When you decide to travel to Europe or study abroad in a European country, one of the biggest things that other intrepid voyagers will warn you about is the sophisticated pickpockets in these large cities who make a living by preying on clueless tourists. However, it is possible to go to one of these cities and avoid the unfortunate rite of passage of being pickpocketed. Here are my tips for avoiding pickpockets in Paris, and other large European cities!
Use a small, crossbody bag with a flap or zipper, preferably both
For whatever reason, I always see a lot of tourists and visitors using backpacks when going sightseeing. It is so easy for someone to reach into your backpack and grab something out of it, without you even realizing it. This happened to one of my friends the first time I went to Paris.
Instead, you should find a small crossbody bag with a flap or a zipper (or both), that you can keep in front of you at all times. I love my Marc Jacobs crossbody. The zipper on the front flap is actually a compartment that goes all the way to the bottom of the bag, so that’s where I put my wallet. Keep your bag close to you at all times, and have it in the front of you or on your hip, never behind you. Don’t put anything in your pockets, especially not your phone or any money.
Do not carry your valuables with you at all times
Some people may disagree with me on this, but I do not carry my passport with me when I’m travelling, unless I’m crossing an international border. However, if I am just spending a day in Paris going sightseeing, I don’t bring my passport or all of my money with me. Instead, I bring a photocopy of my passport with me, just in case. If you feel like your hotel/hostel is safe enough, leave your valuables in your safe or in a safe place. If not, then it is better to keep those things with you. The less stuff that you have with you, the less stuff that pickpockets can steal.
Be aware of your surroundings
Pickpocketing happens a lot in very crowded areas, like the Metro, our popular tourist destinations like the Eiffel Tower, the Louvre, etc. The concept of personal space does not really exist in Europe, so people will be very close to you, especially in the Metro. Be aware of the people around you, and just keep your bag close. If you think someone is too close to you, move and try to get away from them, or ask them to step back a little.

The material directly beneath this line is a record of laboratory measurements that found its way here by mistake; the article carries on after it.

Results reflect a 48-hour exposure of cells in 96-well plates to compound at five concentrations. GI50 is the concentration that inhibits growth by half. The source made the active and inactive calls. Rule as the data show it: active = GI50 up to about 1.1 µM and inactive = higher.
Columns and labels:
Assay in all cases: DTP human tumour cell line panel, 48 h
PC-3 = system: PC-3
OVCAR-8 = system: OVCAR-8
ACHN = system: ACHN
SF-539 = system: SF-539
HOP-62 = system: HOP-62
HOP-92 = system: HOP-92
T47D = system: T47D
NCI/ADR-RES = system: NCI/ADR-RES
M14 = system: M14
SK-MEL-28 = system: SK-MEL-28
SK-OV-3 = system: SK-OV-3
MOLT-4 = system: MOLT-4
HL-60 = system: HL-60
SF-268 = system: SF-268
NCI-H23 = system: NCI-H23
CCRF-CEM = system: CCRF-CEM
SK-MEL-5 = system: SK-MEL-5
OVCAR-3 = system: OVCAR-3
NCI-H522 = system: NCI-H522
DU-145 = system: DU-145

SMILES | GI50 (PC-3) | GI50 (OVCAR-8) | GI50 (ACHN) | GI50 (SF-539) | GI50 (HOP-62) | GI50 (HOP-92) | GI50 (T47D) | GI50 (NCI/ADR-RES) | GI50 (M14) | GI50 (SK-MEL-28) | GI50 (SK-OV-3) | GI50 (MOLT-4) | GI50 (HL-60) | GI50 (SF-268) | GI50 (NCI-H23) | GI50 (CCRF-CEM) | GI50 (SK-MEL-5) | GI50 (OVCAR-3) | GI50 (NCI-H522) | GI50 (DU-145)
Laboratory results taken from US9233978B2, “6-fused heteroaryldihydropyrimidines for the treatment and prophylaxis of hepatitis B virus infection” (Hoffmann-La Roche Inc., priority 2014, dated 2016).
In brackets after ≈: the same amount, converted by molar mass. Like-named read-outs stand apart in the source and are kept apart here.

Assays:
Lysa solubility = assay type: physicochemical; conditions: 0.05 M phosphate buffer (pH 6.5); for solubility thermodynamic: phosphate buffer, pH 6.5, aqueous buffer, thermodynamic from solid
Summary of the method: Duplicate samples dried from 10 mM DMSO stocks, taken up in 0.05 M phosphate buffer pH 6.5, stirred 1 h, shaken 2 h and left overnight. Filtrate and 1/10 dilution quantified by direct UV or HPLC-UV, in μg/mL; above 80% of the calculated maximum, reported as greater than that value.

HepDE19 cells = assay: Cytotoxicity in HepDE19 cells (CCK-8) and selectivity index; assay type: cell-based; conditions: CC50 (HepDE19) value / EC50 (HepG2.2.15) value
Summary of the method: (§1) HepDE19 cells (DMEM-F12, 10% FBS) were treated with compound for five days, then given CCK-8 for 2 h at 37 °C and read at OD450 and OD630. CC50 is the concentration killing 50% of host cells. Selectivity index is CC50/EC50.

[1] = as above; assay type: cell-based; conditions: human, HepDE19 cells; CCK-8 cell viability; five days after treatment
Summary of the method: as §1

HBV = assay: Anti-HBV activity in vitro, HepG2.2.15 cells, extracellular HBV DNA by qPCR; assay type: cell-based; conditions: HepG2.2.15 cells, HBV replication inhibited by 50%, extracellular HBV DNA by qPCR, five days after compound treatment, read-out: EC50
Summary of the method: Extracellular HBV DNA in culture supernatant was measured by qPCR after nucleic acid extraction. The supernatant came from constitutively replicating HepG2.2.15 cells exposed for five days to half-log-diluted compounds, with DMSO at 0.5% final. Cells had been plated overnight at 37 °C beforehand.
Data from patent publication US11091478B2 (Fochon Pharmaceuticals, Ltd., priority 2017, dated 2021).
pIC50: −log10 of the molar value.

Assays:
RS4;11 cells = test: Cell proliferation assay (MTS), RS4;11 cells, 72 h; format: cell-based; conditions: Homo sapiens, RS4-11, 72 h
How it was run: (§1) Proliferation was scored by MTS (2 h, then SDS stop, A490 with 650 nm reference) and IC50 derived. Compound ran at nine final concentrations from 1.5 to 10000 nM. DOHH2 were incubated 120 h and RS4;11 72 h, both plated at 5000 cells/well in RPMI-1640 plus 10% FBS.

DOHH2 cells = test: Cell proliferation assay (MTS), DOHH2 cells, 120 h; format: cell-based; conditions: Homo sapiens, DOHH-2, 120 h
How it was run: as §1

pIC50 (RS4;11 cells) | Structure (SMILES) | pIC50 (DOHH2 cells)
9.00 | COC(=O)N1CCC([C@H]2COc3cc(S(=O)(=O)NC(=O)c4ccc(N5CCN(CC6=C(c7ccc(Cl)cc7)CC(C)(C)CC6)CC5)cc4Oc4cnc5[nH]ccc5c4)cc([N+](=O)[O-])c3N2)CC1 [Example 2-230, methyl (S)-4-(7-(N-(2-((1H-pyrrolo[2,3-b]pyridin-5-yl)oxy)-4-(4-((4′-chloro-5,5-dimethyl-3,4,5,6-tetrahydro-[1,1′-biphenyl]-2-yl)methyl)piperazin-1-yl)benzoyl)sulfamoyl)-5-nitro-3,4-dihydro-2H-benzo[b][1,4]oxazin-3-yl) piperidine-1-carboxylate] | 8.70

Do not engage with people who approach you
This was something I saw happen a lot when I was in Paris a few weeks ago. If you are in the main tourist areas, people will come up to you with a piece of paper and pen and say “Speak English?” Do not engage. It is so counterintuitive to my personality, but you have to just ignore them. They are pickpockets. One person will talk to you, while the other person will go behind you and take your wallet out of your bag, or your pocket.
When I was at the Opera Garnier, I was sitting on the steps right out front, and I saw it almost happen to this one girl who was sitting not too far me. These people were walking around with papers and pens, demanding if anyone spoke English. When they approached me, I ignored them, and they moved on. A girl sitting a few feet away from me answered, and started to listen to the person with the paper. Immediately I tried to get her attention to tell her not to engage, and then there were some other French people who started yelling at her not to listen. When she demanded why, three people swooped in on her, and started all talking. I saw someone reach towards her open bag, and then another French person approached the group and started talking to the girl who had been targeted, and the pickpockets with the papers went away. It is better to just ignore someone you don’t know if they approach you. If you ignore them, more often than not they’ll leave you alone.
Trust your gut
Sometimes, something just doesn’t feel right. You know that sinking feeling in the pit of your stomach, or the fluttering of your heart. Your body and conscience are trying to tell you something, so you should definitely listen. If you ever feel unsafe, remove yourself from the situation quickly, or seek help from authorities or someone else. It is better to be safe than sorry.
It is possible to enjoy a large, European city and not get pickpocketed. Be safe, be smart, and enjoy yourself!